Thursday, January 8, 2009

The Middle East Conflict is Still a Religion-Fueled One

Forty four percent of America is a large voting bloc.

That is the percentage of Americans - 44% - who, according to a 2003 Pew Research poll, said they believed that the land of Israel was given to the Jews by God.

According to the same poll, 36% believed that the creation of the state of Israel is a step toward the Second Coming of Jesus Christ.

One in three that supported Israel cited their religious beliefs as their primary reason for doing so.

These numbers can be difficult to dismiss - specially if you're trying to get elected, whether as a Democrat or a Republican.

Despite the current contention that the Arab-Israeli conflict is rooted in politics and economics - it is naive and dangerous to overlook its religious roots.

A video of Rabbi Yisroel Dovid Weiss is making the rounds on YouTube where he accuses Zionists of hijacking Judaism and politicizing it, while he stands in front of a sign that says "Torah Forbids a Jewish State."

Unfortunately, apart from losing credibility even among non-Zionist Jews by attending and speaking at Iranian President Mahmoud Ahmedinejad's Holocaust denial conference in Tehran in 2006 (Weiss' parents were Holocaust survivors), and being skewered by Bill Maher in his comedy Religulous last year, Weiss' statements and the sign he stands in front of are very, very wrong.

Zionism, often thought to be a politicization of Judaism, takes root in the Torah which Jews believe is the word of God revealed to Moses, and is also accepted by Christians as part of the Bible, where it forms the first five books of the Old Testament.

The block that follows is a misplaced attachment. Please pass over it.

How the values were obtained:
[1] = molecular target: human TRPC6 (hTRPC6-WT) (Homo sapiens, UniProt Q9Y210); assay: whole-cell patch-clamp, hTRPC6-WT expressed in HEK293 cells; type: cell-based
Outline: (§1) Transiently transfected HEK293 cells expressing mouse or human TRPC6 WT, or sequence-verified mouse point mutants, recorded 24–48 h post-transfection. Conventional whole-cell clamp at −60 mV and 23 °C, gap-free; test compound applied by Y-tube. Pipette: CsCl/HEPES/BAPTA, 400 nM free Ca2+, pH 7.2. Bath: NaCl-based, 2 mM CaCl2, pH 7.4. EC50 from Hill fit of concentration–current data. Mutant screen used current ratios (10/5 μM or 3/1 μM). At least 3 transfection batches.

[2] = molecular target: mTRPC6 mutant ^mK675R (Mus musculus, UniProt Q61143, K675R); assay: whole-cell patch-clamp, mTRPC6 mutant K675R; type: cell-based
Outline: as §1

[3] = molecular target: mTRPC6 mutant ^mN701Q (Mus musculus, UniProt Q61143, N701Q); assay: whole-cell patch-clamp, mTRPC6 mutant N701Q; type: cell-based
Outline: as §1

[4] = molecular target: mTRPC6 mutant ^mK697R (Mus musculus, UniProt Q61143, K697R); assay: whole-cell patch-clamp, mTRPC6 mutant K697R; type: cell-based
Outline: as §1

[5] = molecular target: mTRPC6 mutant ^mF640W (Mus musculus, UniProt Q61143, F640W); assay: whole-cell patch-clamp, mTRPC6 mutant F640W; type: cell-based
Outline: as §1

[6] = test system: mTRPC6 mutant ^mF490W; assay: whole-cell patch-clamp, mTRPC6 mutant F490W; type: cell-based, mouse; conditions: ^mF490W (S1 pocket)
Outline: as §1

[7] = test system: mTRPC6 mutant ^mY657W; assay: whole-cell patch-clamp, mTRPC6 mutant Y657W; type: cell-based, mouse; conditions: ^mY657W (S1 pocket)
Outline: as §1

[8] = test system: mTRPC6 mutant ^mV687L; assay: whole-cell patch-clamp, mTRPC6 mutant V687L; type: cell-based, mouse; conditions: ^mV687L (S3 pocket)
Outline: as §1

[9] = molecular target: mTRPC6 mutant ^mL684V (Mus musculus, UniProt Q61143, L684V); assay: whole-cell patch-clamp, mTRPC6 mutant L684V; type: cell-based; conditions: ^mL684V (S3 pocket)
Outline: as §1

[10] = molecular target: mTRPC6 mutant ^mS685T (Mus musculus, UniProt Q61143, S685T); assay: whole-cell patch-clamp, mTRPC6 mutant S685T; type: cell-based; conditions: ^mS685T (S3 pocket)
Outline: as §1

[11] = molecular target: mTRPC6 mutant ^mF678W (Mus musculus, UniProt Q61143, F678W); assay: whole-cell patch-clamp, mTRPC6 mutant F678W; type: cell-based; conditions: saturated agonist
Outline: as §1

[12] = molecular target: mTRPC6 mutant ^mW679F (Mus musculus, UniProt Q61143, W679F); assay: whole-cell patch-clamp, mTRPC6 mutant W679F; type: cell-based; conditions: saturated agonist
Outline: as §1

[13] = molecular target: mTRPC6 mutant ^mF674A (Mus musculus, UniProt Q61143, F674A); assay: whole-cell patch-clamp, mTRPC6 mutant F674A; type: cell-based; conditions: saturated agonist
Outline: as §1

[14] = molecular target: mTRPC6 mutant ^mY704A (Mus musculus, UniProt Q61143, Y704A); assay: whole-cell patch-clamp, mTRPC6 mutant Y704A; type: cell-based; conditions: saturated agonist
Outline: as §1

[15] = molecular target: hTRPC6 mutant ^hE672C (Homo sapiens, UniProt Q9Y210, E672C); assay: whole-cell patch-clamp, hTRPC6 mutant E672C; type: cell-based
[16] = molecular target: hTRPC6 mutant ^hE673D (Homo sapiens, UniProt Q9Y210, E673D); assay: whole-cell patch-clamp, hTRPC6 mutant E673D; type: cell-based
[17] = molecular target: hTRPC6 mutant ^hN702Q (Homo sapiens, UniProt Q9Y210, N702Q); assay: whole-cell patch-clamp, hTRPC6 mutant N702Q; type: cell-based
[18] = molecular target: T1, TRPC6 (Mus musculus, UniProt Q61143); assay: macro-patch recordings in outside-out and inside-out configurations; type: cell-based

There are numerous passages in the book that are explicitly consistent with the Zionist goal of a Jewish state in the Middle East. Genesis 15:18 states:

"In the same day the LORD made a covenant with Abram, saying, Unto thy seed have I given this land, from the river of Egypt unto the great river, the river Euphrates."
Exodus 23:31 gives us an idea of geography of the Promised Land:
"I will establish your borders from the Red Sea to the Sea of the Philistines, and from the desert to the River. I will hand over to you the people who live in the land and you will drive them out before you."
Deuteronomy 1:8 reiterates the promise:
"See, I have placed the land before you; go in and possess the land which the LORD swore to give to your fathers, to Abraham, to Isaac, and to Jacob, to them and their descendants after them."
Several other passages descibe the borders of this land in great detail.

Christians - who make up most of those that the Pew poll surveyed - rely on the presence of the Jews in the Promised Land for the Second Coming of Christ and subsequent salvation to happen.

In 2006, Pat Robertson - the American evangelist whose considerable influence among American Christians is evidenced partially by his defeating George H. W. Bush in the 1988 Republican presidential caucuses in Iowa - declared that then-Israeli Prime Minister Ariel Sharon's stroke was divine punishment for "dividing God's land."

He was widely denounced for his statement, but again - Scripture backs him up.

Although they'll play the role of mere pawns when it happens, the return of the Jews to Israel is promised by God in the Bible as a prelude to the Second Coming of Christ. Again, of many passages, here are two:

Ezekiel 20:34:
"I will bring you from the nations and gather you from the countries where you have been scattered - with a mighty hand and an outstretched arm and with outpoured wrath."
Isaiah 11:11-12:
"In that day the Lord will reach out his hand a second time to reclaim the remnant that is left of his people from Assyria, from Lower Egypt, from Upper Egypt, from Cush, from Elam, from Babylonia, from Hamath and from the islands of the sea. He will raise a banner for the nations and gather the exiles of Israel; he will assemble the scattered people of Judah from the four quarters of the earth."
Even Scripture-adhering Christians, who believe as per Biblical teaching that Jews who do not accept Jesus Christ as their savior will end up in hell, tend to be pro-Israel largely because they still need for the Jews to be in the Promised Land for Christ to return.

Remember - forty four percent.